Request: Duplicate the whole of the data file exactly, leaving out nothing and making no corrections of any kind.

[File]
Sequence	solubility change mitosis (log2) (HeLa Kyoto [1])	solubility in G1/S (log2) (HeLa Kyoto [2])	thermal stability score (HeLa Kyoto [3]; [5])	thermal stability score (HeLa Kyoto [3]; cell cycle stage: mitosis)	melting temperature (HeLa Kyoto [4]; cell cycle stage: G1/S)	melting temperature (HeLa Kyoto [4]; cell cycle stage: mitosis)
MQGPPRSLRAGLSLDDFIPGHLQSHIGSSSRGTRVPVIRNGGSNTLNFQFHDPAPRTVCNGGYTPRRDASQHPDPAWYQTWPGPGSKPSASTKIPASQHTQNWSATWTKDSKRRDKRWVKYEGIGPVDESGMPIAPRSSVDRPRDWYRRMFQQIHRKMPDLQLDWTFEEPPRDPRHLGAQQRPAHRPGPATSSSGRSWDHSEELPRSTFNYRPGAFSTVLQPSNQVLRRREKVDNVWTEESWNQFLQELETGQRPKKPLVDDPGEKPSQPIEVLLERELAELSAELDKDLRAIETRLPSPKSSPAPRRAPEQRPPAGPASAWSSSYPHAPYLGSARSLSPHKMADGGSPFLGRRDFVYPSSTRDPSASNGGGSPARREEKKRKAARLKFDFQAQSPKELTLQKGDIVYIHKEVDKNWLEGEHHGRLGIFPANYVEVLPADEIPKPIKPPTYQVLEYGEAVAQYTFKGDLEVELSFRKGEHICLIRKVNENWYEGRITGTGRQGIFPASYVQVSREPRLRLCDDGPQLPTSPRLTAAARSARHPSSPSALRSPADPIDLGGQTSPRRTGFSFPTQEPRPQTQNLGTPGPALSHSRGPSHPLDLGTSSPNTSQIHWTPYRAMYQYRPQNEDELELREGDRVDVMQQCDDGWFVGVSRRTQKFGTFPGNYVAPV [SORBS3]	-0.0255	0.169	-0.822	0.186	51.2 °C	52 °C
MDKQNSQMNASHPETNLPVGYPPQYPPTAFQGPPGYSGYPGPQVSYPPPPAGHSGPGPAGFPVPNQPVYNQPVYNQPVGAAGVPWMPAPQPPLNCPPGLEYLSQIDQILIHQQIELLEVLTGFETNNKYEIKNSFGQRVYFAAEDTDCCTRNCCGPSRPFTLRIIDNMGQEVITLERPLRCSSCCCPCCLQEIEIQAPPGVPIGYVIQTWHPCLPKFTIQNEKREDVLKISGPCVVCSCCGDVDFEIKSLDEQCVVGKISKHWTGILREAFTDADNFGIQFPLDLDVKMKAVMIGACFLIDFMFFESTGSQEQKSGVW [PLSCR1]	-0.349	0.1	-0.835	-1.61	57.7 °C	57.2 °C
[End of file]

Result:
Sequence	solubility change mitosis (log2) (HeLa Kyoto [1])	solubility in G1/S (log2) (HeLa Kyoto [2])	thermal stability score (HeLa Kyoto [3]; [5])	thermal stability score (HeLa Kyoto [3]; cell cycle stage: mitosis)	melting temperature (HeLa Kyoto [4]; cell cycle stage: G1/S)	melting temperature (HeLa Kyoto [4]; cell cycle stage: mitosis)
MQGPPRSLRAGLSLDDFIPGHLQSHIGSSSRGTRVPVIRNGGSNTLNFQFHDPAPRTVCNGGYTPRRDASQHPDPAWYQTWPGPGSKPSASTKIPASQHTQNWSATWTKDSKRRDKRWVKYEGIGPVDESGMPIAPRSSVDRPRDWYRRMFQQIHRKMPDLQLDWTFEEPPRDPRHLGAQQRPAHRPGPATSSSGRSWDHSEELPRSTFNYRPGAFSTVLQPSNQVLRRREKVDNVWTEESWNQFLQELETGQRPKKPLVDDPGEKPSQPIEVLLERELAELSAELDKDLRAIETRLPSPKSSPAPRRAPEQRPPAGPASAWSSSYPHAPYLGSARSLSPHKMADGGSPFLGRRDFVYPSSTRDPSASNGGGSPARREEKKRKAARLKFDFQAQSPKELTLQKGDIVYIHKEVDKNWLEGEHHGRLGIFPANYVEVLPADEIPKPIKPPTYQVLEYGEAVAQYTFKGDLEVELSFRKGEHICLIRKVNENWYEGRITGTGRQGIFPASYVQVSREPRLRLCDDGPQLPTSPRLTAAARSARHPSSPSALRSPADPIDLGGQTSPRRTGFSFPTQEPRPQTQNLGTPGPALSHSRGPSHPLDLGTSSPNTSQIHWTPYRAMYQYRPQNEDELELREGDRVDVMQQCDDGWFVGVSRRTQKFGTFPGNYVAPV [SORBS3]	-0.0255	0.169	-0.822	0.186	51.2 °C	52 °C
MDKQNSQMNASHPETNLPVGYPPQYPPTAFQGPPGYSGYPGPQVSYPPPPAGHSGPGPAGFPVPNQPVYNQPVYNQPVGAAGVPWMPAPQPPLNCPPGLEYLSQIDQILIHQQIELLEVLTGFETNNKYEIKNSFGQRVYFAAEDTDCCTRNCCGPSRPFTLRIIDNMGQEVITLERPLRCSSCCCPCCLQEIEIQAPPGVPIGYVIQTWHPCLPKFTIQNEKREDVLKISGPCVVCSCCGDVDFEIKSLDEQCVVGKISKHWTGILREAFTDADNFGIQFPLDLDVKMKAVMIGACFLIDFMFFESTGSQEQKSGVW [PLSCR1]	-0.349	0.1	-0.835	-1.61	57.7 °C	57.2 °C